Pandelakis A. Koni, PhD MBA, joined the Parker Institute to help expand strategic approaches to immunotherapy and collaborative research programs, principally in cellular therapy areas. His background spans broad molecular, cellular and in vivo mouse immunology with over 19 years’ leadership experience. He has a long track record of collaboration and discoveries, and has co-authored over 50 publications in Immunity, Nature Immunology and Nature among others.
After a post-doctoral fellowship at the Babraham Institute in the U.K., Dr. Koni joined the laboratory of Richard Flavell at Yale (1995-1999) where he led lymphotoxin-beta and vascular cell adhesion molecule-1 (VCAM-1) research projects. In 1999, he became an Assistant Professor at the Medical College of Georgia (now a part of Augusta University) and also concurrently led a research group as a Part-time Team Leader at the RIKEN Research Center for Allergy and Immunology (Chiba, Japan; 2002-2004) before being promoted to Associate Professor (2004), where he discovered a significant role for VCAM-1 in lymphocyte recirculation to the bone marrow and engaged in projects dissecting the immune regulatory roles of various antigen-presenting cell subsets. Resources that he produced led to many studies in collaboration with others regarding antigen presentation by various professional and non-professional antigen presenting cell types. He then joined the Georgia Cancer Center at Augusta University as an Associate Member (2013) where he focused on how to render cellular therapies resistant against multiple mechanisms of immune suppression in cancer, to prevent tumor ‘escape’ from immunotherapy.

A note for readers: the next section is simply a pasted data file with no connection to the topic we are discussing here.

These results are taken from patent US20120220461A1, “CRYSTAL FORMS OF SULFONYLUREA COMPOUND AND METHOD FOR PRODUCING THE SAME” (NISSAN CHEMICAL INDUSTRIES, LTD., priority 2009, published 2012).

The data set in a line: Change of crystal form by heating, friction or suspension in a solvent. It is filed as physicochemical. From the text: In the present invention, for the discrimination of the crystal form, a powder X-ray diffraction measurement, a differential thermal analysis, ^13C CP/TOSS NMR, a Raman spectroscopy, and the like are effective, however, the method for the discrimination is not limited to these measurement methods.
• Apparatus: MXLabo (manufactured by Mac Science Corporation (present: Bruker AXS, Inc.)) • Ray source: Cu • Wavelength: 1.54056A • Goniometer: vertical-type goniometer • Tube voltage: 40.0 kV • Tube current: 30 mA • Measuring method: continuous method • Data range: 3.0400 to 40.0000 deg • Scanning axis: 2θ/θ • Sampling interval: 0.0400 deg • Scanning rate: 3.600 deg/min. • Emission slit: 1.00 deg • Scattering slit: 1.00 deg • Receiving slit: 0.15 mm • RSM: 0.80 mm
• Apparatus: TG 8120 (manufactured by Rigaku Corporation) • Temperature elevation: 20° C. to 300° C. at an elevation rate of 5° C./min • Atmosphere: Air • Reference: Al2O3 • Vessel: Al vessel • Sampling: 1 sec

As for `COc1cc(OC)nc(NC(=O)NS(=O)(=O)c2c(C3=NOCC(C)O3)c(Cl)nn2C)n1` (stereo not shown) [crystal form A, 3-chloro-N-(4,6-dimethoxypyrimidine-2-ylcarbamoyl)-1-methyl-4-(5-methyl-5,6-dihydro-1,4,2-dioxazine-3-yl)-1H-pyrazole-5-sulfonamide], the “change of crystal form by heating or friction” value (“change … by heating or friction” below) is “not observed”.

Dr Koni has a bachelor of science degree in Microbiology and Microbial Technology from the University of Warwick, a Ph.D. in Biochemistry from the University of Cambridge and an M.B.A. from Imperial College London.